Don’t Make These 6 LinkedIn Mistakes

6 MISTAKES TO AVOID ON LINKEDINI know stupid things when I see them on social networks. I have compiled this list of six mistakes you should absolutely not make in your LinkedIn profile, activity, and communication. They are all based real observations.

  1. Lack of capitalization, especially in your name. Are you e.e. cummings? Stop it. Be professional. Initial capitalize the first word of every sentence, your names, and the companies you have worked for.
  2. Spelling and grammar mistakes.┬áThis applies to your profile and also in messages to others. This is a mortal sin if you are a writer, journalist, PR pro, copywriter, or some other wordsmith. I once got a message from a contact claiming to be a “communications pro” who had just gotten laid off. He wanted to know if I was hiring or knew of any job opportunities. OK, no problem, that is what LinkedIn is for. But his very short, impersonal message had four mistakes in it, including “your” instead of “you’re.” Are you for real, Mr. “Communications Pro”? I didn’t write back.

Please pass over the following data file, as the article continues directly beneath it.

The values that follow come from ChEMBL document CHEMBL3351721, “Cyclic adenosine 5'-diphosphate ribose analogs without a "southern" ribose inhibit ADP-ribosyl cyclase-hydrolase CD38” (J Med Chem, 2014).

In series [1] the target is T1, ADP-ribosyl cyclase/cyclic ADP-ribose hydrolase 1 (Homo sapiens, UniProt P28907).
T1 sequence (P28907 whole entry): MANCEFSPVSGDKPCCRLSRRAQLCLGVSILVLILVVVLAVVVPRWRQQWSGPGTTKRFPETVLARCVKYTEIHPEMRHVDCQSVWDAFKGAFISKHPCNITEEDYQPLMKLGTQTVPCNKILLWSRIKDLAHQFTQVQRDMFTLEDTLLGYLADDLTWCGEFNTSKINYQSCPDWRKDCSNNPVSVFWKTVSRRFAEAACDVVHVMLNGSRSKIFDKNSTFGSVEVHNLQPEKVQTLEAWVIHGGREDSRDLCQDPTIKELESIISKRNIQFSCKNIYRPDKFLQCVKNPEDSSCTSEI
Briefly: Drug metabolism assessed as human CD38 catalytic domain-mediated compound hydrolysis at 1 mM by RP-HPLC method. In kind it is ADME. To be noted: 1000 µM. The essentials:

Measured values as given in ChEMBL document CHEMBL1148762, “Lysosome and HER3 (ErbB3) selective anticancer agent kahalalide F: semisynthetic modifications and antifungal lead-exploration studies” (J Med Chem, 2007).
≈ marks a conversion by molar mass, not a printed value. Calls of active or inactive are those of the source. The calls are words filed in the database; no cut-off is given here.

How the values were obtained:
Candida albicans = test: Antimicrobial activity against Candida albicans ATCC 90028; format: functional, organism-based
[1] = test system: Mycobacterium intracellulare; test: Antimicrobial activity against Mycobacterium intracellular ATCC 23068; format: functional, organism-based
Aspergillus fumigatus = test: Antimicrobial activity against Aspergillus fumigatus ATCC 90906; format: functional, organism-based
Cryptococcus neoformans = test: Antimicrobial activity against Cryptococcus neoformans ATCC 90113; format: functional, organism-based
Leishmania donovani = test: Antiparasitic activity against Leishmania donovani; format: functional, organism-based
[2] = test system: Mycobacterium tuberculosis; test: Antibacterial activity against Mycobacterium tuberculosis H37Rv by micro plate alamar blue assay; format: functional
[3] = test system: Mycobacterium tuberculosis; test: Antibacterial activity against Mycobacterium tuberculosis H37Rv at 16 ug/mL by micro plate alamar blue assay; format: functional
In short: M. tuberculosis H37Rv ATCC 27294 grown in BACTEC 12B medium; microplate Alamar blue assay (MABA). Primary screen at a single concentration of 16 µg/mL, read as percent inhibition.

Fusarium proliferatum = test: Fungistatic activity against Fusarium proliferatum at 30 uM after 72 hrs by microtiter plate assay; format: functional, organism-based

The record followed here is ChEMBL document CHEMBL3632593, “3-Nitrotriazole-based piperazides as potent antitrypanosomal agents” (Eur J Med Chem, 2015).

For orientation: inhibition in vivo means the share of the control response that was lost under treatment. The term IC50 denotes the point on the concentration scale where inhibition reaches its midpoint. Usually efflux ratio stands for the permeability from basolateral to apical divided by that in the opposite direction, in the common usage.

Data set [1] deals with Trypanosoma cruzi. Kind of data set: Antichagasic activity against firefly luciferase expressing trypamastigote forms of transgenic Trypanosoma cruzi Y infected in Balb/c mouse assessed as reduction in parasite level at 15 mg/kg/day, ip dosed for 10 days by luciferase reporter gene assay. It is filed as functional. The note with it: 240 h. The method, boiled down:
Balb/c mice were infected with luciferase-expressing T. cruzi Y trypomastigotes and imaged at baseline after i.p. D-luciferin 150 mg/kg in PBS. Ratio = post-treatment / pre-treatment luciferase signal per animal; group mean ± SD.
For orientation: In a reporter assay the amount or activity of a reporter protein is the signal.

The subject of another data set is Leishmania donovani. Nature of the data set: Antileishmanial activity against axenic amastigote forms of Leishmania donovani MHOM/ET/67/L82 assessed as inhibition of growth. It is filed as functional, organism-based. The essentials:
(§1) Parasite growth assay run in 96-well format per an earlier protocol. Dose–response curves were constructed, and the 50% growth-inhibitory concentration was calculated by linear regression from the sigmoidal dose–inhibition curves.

3. No photo or bad photo. Look, I get it. We all wish we could be hired or headhunted because of our credentials. But LinkedIn is a social network. A profile with no photo simply isn’t taken seriously. And with a high-quality camera on every smartphone, you have no excuse for a tiny, low-resolution, or blurry photo. None. Yes, it is a bit like online dating. You wouldn’t respond to a message from a dating profile with no photo, would you? LinkedIn is the same way. We have to accept this reality.
  4. Painfully outdated profile information. You have no obligation to actually have a LinkedIn account. Plenty of folks don’t. But if you have a profile, keep it updated. I can’t believe how many of my contacts have not touched their profiles in years, even after one or more job changes. How do I know this? Because the profiles of several of my connections say they still work at my company when [awkward!] they don’t. Whoopsy. Either update or delete your profile.
  5. Casual and unprofessional content, posts, and interactions. So just because I said LinkedIn is a social network and you need a photo as you do in a dating profile doesn’t mean LinkedIn is a Facebook or a Tinder. Be careful with your language. Keep your posts related to your professional and academic interests. LinkedIn is not the place to rant about the latest episode of Game of Thrones or a frustrating visit to your urologist. Don’t make inappropriate comments on posts you read. Be respectful of others. And for the love of all things rational and good, do not hit on people. Seriously, guys? Just no.

So what else should go on here? Let me know in the comments.